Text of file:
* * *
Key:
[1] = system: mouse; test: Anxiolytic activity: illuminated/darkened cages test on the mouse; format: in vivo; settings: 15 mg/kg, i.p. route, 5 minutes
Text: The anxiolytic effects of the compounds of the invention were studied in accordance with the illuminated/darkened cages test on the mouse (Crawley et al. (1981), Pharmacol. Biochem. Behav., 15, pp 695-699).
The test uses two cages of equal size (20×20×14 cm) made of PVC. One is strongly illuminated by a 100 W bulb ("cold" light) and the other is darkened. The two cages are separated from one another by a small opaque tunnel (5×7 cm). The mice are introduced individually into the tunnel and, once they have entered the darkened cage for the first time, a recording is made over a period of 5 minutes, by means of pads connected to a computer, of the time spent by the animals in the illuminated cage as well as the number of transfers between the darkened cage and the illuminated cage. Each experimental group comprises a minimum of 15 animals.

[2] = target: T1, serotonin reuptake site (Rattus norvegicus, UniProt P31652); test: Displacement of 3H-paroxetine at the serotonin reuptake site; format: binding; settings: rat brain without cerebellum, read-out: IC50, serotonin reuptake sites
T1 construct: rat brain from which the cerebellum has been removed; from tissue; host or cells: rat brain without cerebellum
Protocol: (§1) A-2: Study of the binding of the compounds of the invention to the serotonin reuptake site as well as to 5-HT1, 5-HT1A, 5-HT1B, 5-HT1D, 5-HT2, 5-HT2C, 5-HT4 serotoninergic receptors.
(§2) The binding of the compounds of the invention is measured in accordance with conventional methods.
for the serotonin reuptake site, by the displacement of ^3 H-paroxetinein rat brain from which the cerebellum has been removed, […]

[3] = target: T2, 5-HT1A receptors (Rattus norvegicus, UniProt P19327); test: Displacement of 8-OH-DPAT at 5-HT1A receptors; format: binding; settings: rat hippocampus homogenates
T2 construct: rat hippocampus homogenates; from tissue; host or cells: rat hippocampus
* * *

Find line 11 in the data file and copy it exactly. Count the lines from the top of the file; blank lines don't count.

T2 construct: rat hippocampus homogenates; from tissue; host or cells: rat hippocampus